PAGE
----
Story A Day for May, Day 4


Say This Instead

On the stroll back from Spencer’s Cove, Kate calculated years and ages. It had been ten years since they’d cast Grandpa’s ashes over the bluff at the cove. Grandpa passed at 90. It had been 45 years since he’d told her not to say goodbye to him, ever. She had been ten. She was now, at 55, the age that Grandpa had been then. Of course she didn’t say goodbye to him when she sat by his bed at hospice. When he closed his eyes, his paper fingers in her hand, she didn’t say goodbye. She didn’t say goodbye at the rattles and heaves, or at the single tear that rolled from his open left eye.

She shook herself and looked around the kitchen. The green chair felt hard beneath her. She felt the wrinkle in the carpet under her feet.

“Why not say goodbye, Grandpa?”

“Serves no purpose, Kate.”

“What do I say instead?”

“Later, alligator. In a while crocodile. See ya soon, Katy-Moon. Those’ll do.”

“How about, ‘until we meet again?” She had been reading every Victorian novel she could find in her grandfather’s bookcases.

“That’ll do, too.”

So that was what she said in the morning when she raced out the door to catch the school bus. That’s what she said when she left for college. That’s what she said at the end of every weekend visit, for decades, when she left for the city and her Monday job.

That’s what she said, ten years ago, at his bedside in hospice.

She said it after the single tear, and after the final rattle, and months later, as the ashes swirled out over the cove.

The others said goodbye, the great aunt, bent over her walking stick; the grandnieces and nephews, standing formally, even in the wind; the little second cousins, shouting at the gulls. She had been, apparently, the only one he forbade to use it.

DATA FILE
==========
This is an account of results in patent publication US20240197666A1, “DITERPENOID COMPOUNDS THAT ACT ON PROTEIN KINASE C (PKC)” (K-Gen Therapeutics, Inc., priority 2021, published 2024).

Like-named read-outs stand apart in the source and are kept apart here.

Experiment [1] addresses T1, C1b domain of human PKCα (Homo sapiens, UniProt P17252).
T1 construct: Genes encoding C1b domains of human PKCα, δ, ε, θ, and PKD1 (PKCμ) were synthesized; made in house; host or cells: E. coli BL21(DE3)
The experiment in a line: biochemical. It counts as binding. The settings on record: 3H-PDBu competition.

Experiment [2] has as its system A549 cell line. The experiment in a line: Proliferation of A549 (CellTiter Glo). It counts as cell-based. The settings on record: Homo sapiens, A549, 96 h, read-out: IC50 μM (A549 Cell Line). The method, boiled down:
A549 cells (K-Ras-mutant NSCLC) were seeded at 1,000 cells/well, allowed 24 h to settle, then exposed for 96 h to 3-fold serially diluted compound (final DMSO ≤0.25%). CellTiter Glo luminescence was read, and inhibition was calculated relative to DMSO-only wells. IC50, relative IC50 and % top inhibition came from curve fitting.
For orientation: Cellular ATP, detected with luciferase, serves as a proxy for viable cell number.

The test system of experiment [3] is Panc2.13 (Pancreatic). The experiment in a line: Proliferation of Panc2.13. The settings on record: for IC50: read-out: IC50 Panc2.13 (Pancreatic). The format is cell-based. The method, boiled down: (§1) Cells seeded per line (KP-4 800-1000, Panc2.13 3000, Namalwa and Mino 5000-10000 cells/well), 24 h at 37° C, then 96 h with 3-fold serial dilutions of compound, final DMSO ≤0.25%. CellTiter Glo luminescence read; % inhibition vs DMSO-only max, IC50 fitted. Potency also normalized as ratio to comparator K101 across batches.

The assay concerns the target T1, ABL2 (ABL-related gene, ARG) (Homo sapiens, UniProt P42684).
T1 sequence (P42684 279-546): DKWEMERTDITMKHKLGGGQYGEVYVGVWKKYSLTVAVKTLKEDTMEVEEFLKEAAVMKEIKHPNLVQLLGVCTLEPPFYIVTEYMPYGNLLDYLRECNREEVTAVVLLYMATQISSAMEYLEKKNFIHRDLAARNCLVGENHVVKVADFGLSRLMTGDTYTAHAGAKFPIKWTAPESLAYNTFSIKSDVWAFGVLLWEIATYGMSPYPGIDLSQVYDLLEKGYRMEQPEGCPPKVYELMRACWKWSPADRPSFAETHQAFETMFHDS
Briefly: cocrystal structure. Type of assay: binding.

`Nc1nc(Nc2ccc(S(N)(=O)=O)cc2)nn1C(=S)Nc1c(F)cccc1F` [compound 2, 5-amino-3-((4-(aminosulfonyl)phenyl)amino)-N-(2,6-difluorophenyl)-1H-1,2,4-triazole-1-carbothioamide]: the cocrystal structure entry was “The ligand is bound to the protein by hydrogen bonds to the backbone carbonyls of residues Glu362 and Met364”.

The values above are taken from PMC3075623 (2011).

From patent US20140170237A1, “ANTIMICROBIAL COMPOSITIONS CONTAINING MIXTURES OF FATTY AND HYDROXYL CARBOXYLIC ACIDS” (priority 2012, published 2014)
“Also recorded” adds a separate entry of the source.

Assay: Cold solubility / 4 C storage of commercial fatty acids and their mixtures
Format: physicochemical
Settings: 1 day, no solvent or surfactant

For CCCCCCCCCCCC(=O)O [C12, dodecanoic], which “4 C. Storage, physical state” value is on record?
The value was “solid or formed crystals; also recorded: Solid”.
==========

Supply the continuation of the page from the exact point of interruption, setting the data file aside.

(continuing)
She looked towards the lighthouse, as she and he had done for forty years. A white feather–was it a tern’s?–caught up in the wind and circled, circled, rising. She watched until it blew out of sight, the clouds white behind it. The others had turned back by then, the children racing ahead, the cousins walking in clusters of two and three, the great aunt alone, stabbing at the path with her stick.

“Until we meet again,” she said out over the cove. She stood alone on the bluff, until the others disappeared, and then she remembered, it was her house, now, that they were returning to. She’d be the one expected to make the tea.

After they all left, she thought about how comforting it might be to say goodbye. Final. She didn’t quite imagine herself saying it, for she was obedient, even now that she was grown, even now that he was gone. But she considered what someone else might feel if they said goodbye to the person they loved the most at the final parting.

Ten years had passed without that word crossing her lips.

She’d walked there today because it was Sunday, and she always went there on Sundays. On Mondays, too. And often, any other day of the week, for, still, it was her favorite walk, and the cedars lined the path, the same ones that had bent towards her when she was a little girl, racing along ahead of her grandfather. She always called to them, “Hello!”

Standing at the edge of the bluff, she missed him, suddenly, even after ten years. She felt his hand in hers, the callous of his thumb hard against her palm. And his voice sparked inside of her, “Friends aren’t everything, Kate. You’ve got me.”

The sun shone–only, no. It was still cloudy. But what was this sudden warmth? Like wearing a sweater in June. A tern circled over the cove. She knew then, at that moment, why she hadn’t been allowed to say goodbye.

She walked home, calculating. Sitting with her tea in the kitchen, the chair hard beneath her, the carpet wrinkled under her feet, she realized that she was now the age he had been when he’d forbidden that word.

It’s not needed. Love is an energy that escapes the laws of time and space–it continues, boundless, in a moment.

It takes a good many years of life to know that. But once you do, you realize that goodbye serves no purpose.

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Prompt for May 4: “Set a timer for 40 minutes, write a story” from

Author’s note: I stretched the prompt a bit–I took a look at the prompt the night before, selected the picture, slept on it, then thought about it off and on during the day. Actual time writing behind the keyboard: 40 minutes. Actual time that the story steeped before pouring? Closer to 24 hours!  Steep till done!